Tawny, an inexperienced welder, is attempting to solder and braze two holes in very thin aluminum evaporator tubing. She has never repaired aluminum in any fashion before this video was taken.
For the first repair, Tawny uses Super Alloy 5 rod and powder flux. Before beginning the repair, she gently heats the parent metal before heating the end of the rod and dipping the rod into the flux to transfer the flux to the aluminum tubing.
Notice Tawny holds the torch directly above her work area so the flame will mushroom out in all directions, achieving even heating. When she sees the flux turns from a gray thicker liquid into a thin transparent watery consistency, she applies the rod while heating the parent tubing and the rod at the same time. As soon as she sees it flow out flat she quickly removes the heat to prevent melting her parent aluminum.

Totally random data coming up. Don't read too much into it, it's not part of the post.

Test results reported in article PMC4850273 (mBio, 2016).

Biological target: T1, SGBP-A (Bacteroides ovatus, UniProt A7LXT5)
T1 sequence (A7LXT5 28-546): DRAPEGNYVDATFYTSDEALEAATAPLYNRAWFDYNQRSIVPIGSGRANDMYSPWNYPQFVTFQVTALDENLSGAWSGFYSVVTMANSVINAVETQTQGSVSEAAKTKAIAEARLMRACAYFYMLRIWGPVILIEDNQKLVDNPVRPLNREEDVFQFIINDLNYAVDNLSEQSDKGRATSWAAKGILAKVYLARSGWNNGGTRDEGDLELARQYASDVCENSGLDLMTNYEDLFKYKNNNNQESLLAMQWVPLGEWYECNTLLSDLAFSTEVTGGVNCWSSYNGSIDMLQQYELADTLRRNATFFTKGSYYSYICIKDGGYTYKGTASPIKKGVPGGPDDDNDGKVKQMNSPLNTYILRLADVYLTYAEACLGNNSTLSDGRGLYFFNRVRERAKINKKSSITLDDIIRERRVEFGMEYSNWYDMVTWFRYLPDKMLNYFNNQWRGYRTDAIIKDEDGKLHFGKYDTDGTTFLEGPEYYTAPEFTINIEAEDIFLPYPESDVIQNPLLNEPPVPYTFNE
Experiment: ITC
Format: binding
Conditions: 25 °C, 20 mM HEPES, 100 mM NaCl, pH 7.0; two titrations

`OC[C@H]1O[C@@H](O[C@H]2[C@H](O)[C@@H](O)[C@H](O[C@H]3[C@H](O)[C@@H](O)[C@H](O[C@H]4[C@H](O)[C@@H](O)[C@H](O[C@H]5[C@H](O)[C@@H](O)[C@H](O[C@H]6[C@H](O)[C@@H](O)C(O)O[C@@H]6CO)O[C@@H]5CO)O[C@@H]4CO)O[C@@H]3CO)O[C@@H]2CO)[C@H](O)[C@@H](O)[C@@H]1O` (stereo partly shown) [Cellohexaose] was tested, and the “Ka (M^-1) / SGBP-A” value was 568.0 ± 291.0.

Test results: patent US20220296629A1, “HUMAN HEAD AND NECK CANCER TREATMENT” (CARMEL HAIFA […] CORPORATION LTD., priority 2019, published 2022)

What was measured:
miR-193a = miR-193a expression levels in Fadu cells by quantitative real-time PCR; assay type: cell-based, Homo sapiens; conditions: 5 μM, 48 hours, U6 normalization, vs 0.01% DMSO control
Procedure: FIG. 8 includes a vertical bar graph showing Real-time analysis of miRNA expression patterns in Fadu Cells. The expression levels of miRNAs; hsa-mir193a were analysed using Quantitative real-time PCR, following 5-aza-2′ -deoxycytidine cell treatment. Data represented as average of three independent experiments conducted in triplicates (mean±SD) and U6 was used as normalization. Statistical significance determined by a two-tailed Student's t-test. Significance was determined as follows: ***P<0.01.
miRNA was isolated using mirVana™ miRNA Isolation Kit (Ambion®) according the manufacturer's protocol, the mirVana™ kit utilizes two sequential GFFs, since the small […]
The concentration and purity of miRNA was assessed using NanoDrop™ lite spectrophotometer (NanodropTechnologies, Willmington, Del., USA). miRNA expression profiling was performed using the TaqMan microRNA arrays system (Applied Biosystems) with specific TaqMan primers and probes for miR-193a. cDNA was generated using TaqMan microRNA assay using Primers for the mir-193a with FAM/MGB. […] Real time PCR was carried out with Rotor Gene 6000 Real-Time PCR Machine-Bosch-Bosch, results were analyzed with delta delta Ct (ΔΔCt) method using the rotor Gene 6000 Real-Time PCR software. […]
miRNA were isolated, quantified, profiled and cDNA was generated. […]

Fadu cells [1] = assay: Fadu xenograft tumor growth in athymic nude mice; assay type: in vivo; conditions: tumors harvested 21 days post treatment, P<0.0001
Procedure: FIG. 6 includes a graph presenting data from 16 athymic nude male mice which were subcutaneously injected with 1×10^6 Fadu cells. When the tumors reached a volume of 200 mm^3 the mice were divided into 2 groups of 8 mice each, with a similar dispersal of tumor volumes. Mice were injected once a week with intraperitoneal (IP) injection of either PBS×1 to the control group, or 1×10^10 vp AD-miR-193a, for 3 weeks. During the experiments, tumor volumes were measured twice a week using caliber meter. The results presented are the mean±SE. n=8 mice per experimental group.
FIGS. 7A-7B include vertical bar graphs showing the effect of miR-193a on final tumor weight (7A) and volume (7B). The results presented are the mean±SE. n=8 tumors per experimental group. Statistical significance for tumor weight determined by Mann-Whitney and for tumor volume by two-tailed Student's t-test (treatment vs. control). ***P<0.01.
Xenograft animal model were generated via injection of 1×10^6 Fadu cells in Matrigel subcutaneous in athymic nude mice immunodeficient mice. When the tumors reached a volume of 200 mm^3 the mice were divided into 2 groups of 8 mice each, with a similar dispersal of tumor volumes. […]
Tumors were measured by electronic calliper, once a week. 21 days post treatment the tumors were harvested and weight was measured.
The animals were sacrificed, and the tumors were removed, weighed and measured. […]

The second repair is made with Super Alloy 1 using a different technique (soldering), since Super Alloy 1 works at a lower temperature. First, she cleans the area with a wire brush or any other abrasive product., then adds the flux before heating. Tawny carefully moves the torch back and forth to bring the aluminum parent metal to a proper working temperature.
It’s best to heat around the flux as you want the flux to turn brown from the heated tubing not from the torch itself. When the flux turns brown simply rub the rod and or lay the rod in place. If the rod does not melt on contact continue heating and try again until the rod melts. Both fluxes can be removed easily with a wire brush and warm water after the parts have cooled.